Irpef, additional to be redone: the Regions towards the increase

New Irpef, new additions. Italian employees and retirees will begin to verify the impact of the scheme in March rates And deductions approved with the Budget Law. But within the same month the regional and municipal administrations will have to redefine their rates which by law – when it is not a single rate – must be modeled on the same scheme adopted at national level. With the budget law the state has decided to shorten the third income bracket, the one that went from 28 thousand to 55 thousand euros a year and which now instead stops at 50 thousand, and to unify the last two. So at the national level, 43 per cent is now paid already starting from 50 thousand euros (before the maximum rate was triggered at 75 thousand) but this burden for the high range of taxpayers is offset by the earnings on the previous brackets.


How will the Regions and Municipalities move? Above all, the former have adopted, for the most part, the multi-rate mechanism which will now have to be adapted. Instead, only one rate is applied in Abruzzo, Calabria, Campania and Sicily, territories that therefore may not see any news. It should be noted that any decision will not have an immediate impact on taxpayers, because the additional payments are in fact paid in full the year following that of competence and this also concerns employees and retirees (even if a deposit is required for the municipal tax) . So the effect will be seen next year.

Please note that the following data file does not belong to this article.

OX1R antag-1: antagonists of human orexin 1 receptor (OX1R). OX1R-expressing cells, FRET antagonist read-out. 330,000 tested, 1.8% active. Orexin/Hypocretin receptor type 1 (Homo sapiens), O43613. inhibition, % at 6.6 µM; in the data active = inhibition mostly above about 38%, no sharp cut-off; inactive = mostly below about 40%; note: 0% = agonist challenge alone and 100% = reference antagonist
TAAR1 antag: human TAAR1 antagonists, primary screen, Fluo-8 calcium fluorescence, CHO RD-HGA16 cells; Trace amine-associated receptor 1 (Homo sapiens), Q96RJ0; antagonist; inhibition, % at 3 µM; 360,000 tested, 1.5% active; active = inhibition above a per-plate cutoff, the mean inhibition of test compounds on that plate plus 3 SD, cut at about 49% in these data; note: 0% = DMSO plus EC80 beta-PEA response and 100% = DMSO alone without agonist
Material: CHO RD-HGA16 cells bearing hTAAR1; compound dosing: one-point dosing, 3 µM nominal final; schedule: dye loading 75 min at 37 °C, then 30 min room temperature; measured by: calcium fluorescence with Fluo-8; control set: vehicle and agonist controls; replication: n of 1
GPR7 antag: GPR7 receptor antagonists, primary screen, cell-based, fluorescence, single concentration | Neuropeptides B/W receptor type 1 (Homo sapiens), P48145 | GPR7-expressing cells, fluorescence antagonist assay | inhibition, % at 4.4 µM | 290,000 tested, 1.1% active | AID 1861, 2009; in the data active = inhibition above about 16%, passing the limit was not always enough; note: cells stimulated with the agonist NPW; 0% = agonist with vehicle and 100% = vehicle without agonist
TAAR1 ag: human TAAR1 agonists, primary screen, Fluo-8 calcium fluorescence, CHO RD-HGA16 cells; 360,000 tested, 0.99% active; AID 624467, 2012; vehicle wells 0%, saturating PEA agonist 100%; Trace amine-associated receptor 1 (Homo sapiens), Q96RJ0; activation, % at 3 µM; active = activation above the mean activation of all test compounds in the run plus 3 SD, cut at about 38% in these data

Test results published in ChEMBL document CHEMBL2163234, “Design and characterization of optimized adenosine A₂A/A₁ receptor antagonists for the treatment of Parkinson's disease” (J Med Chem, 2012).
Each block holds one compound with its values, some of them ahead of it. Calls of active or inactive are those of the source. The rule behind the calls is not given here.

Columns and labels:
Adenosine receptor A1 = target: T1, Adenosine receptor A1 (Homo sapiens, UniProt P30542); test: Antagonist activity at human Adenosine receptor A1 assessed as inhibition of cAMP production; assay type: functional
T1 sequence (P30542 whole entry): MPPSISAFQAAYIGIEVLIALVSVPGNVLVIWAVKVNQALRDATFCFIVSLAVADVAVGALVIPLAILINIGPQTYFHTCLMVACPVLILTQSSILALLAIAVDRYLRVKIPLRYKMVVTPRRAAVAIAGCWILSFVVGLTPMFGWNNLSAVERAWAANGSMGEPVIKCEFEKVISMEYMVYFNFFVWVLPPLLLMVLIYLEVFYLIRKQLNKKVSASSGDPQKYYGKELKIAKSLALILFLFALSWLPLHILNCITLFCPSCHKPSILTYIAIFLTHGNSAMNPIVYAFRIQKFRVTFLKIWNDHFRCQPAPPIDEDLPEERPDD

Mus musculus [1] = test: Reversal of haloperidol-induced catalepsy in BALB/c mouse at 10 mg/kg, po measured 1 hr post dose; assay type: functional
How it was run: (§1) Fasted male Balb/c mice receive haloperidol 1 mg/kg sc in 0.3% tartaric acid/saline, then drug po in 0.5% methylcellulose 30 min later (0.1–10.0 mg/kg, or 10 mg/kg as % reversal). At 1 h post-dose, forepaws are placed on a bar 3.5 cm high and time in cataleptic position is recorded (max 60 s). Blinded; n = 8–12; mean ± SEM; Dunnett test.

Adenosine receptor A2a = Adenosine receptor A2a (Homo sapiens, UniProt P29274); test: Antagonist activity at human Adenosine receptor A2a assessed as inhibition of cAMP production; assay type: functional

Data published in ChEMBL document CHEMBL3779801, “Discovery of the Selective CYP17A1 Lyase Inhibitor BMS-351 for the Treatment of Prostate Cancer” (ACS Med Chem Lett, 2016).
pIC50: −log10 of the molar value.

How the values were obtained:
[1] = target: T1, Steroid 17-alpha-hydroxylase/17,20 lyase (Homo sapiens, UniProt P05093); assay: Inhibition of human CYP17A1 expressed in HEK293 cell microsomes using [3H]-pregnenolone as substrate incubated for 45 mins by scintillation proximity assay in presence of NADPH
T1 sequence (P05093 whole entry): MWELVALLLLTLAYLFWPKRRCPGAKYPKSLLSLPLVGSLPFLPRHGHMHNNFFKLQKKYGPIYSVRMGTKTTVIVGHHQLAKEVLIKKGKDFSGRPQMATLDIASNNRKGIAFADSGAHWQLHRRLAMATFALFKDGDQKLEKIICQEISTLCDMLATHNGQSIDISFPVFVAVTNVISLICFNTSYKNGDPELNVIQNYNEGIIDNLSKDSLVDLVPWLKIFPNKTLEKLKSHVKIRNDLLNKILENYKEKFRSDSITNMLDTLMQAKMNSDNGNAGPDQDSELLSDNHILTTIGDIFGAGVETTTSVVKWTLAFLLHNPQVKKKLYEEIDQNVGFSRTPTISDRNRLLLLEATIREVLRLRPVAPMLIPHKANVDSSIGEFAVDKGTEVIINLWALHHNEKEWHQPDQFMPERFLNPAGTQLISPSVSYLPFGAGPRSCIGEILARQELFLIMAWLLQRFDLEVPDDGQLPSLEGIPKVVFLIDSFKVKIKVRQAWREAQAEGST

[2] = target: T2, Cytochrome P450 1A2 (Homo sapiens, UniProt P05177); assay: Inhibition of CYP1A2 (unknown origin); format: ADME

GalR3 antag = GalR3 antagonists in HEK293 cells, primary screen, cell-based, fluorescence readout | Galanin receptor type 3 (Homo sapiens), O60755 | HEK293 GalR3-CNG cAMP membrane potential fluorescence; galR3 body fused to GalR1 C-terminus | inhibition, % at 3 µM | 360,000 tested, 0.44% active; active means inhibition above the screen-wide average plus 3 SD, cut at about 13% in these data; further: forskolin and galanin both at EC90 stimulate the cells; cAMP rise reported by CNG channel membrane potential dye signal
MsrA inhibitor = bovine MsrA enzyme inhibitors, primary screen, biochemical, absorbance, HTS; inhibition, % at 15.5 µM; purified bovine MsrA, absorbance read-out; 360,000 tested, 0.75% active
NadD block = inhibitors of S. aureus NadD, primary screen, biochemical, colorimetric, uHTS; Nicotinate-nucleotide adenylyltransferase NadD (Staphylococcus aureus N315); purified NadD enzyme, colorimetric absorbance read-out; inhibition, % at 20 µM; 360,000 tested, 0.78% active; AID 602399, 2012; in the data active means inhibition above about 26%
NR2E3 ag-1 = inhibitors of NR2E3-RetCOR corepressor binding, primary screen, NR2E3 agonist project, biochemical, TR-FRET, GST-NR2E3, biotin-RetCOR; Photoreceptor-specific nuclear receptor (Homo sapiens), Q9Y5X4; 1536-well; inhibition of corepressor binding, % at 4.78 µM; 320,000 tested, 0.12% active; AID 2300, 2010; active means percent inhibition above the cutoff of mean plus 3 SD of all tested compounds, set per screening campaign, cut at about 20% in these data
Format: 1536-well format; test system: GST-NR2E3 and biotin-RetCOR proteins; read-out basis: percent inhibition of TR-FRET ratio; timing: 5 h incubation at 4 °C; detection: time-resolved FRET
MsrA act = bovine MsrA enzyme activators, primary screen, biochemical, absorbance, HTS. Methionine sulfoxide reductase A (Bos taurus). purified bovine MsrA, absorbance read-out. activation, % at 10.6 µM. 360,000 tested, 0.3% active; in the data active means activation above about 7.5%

The territorial administrations, which in recent weeks have been involved in the front line (in particular the Regions) on the pandemic front, will still have to make their own choices in the coming weeks. The law governing local taxation provides, in addition to the obligation to use the same scheme for the brackets, also to differentiate all the rates. The minimum level of the levy is set for the Regions at 1.23 per cent, a value that can be increased up to a maximum of 3.33. For the Municipalities, however, the levy cannot exceed 0.8 per cent, with the exception of Roma Capitale which, due to an explicit derogation linked to the repayment of the debt, can reach (and actually reaches) 0.9.

To give a practical example, let’s consider the case of Lazio. The current five rates, which correspond to the national brackets in force until 2021, range from 1.73 to 3.33 percent. However, a particular rule limits the levy to the lowest level for taxpayers with an income of up to € 35,000 (or up to € 50,000 with three dependent children). On paper, if the scheme of the national government were mechanically replicated, the levy would worsen starting from 50 thousand euros of income per year, where the maximum rate of 3.33 per cent would be triggered instead of 2.93 (up to 55 thousand) and 3.23 (between 55 thousand and 75 thousand).


Naturally, both Lazio and the other Regions have the possibility of completely redefining the “ladder” by distributing the levy in a different way on the various income brackets, with the same overall revenue or even reducing it. To take this path, in the absence of replacement resources from the central state, they would have to draw on the margins of their budget which are extremely limited, especially in a phase like the current one.


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